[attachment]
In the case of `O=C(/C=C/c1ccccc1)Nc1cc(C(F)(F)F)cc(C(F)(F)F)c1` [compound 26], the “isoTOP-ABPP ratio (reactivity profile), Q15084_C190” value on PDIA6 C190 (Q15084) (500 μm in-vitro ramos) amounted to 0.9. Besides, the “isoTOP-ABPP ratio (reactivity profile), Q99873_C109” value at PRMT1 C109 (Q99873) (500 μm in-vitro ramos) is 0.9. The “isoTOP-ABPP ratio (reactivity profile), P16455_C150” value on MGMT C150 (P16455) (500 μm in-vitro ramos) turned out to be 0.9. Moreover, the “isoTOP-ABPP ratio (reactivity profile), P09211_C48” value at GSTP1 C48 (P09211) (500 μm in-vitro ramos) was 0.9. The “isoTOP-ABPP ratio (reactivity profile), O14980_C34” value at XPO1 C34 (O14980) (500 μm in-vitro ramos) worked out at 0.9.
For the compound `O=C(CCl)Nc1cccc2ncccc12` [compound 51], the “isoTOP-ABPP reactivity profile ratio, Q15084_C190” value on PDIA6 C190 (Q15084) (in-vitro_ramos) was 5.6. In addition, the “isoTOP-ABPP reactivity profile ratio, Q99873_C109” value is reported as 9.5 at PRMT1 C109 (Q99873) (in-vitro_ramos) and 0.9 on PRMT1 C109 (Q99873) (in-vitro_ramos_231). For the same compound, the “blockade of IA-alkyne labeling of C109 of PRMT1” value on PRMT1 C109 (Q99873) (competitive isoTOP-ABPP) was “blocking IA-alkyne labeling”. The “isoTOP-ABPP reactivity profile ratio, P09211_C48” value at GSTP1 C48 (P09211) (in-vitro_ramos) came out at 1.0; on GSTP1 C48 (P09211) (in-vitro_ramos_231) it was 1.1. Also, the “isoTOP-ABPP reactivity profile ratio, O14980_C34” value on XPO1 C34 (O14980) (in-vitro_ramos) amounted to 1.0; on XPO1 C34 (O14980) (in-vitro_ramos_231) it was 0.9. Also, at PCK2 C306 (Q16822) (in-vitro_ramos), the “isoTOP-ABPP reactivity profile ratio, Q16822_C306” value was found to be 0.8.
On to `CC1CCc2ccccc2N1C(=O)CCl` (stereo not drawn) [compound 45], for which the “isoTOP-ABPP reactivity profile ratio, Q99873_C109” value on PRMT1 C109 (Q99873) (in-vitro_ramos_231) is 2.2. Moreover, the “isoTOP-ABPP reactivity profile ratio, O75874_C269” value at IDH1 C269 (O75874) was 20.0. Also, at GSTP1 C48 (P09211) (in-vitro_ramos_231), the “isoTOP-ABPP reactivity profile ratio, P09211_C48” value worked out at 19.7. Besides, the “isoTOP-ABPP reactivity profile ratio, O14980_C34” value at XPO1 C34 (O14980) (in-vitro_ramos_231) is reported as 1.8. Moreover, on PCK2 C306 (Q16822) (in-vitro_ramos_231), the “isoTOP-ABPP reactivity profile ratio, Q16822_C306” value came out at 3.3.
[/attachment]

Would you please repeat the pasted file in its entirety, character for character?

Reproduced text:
In the case of `O=C(/C=C/c1ccccc1)Nc1cc(C(F)(F)F)cc(C(F)(F)F)c1` [compound 26], the “isoTOP-ABPP ratio (reactivity profile), Q15084_C190” value on PDIA6 C190 (Q15084) (500 μm in-vitro ramos) amounted to 0.9. Besides, the “isoTOP-ABPP ratio (reactivity profile), Q99873_C109” value at PRMT1 C109 (Q99873) (500 μm in-vitro ramos) is 0.9. The “isoTOP-ABPP ratio (reactivity profile), P16455_C150” value on MGMT C150 (P16455) (500 μm in-vitro ramos) turned out to be 0.9. Moreover, the “isoTOP-ABPP ratio (reactivity profile), P09211_C48” value at GSTP1 C48 (P09211) (500 μm in-vitro ramos) was 0.9. The “isoTOP-ABPP ratio (reactivity profile), O14980_C34” value at XPO1 C34 (O14980) (500 μm in-vitro ramos) worked out at 0.9.
For the compound `O=C(CCl)Nc1cccc2ncccc12` [compound 51], the “isoTOP-ABPP reactivity profile ratio, Q15084_C190” value on PDIA6 C190 (Q15084) (in-vitro_ramos) was 5.6. In addition, the “isoTOP-ABPP reactivity profile ratio, Q99873_C109” value is reported as 9.5 at PRMT1 C109 (Q99873) (in-vitro_ramos) and 0.9 on PRMT1 C109 (Q99873) (in-vitro_ramos_231). For the same compound, the “blockade of IA-alkyne labeling of C109 of PRMT1” value on PRMT1 C109 (Q99873) (competitive isoTOP-ABPP) was “blocking IA-alkyne labeling”. The “isoTOP-ABPP reactivity profile ratio, P09211_C48” value at GSTP1 C48 (P09211) (in-vitro_ramos) came out at 1.0; on GSTP1 C48 (P09211) (in-vitro_ramos_231) it was 1.1. Also, the “isoTOP-ABPP reactivity profile ratio, O14980_C34” value on XPO1 C34 (O14980) (in-vitro_ramos) amounted to 1.0; on XPO1 C34 (O14980) (in-vitro_ramos_231) it was 0.9. Also, at PCK2 C306 (Q16822) (in-vitro_ramos), the “isoTOP-ABPP reactivity profile ratio, Q16822_C306” value was found to be 0.8.
On to `CC1CCc2ccccc2N1C(=O)CCl` (stereo not drawn) [compound 45], for which the “isoTOP-ABPP reactivity profile ratio, Q99873_C109” value on PRMT1 C109 (Q99873) (in-vitro_ramos_231) is 2.2. Moreover, the “isoTOP-ABPP reactivity profile ratio, O75874_C269” value at IDH1 C269 (O75874) was 20.0. Also, at GSTP1 C48 (P09211) (in-vitro_ramos_231), the “isoTOP-ABPP reactivity profile ratio, P09211_C48” value worked out at 19.7. Besides, the “isoTOP-ABPP reactivity profile ratio, O14980_C34” value at XPO1 C34 (O14980) (in-vitro_ramos_231) is reported as 1.8. Moreover, on PCK2 C306 (Q16822) (in-vitro_ramos_231), the “isoTOP-ABPP reactivity profile ratio, Q16822_C306” value came out at 3.3.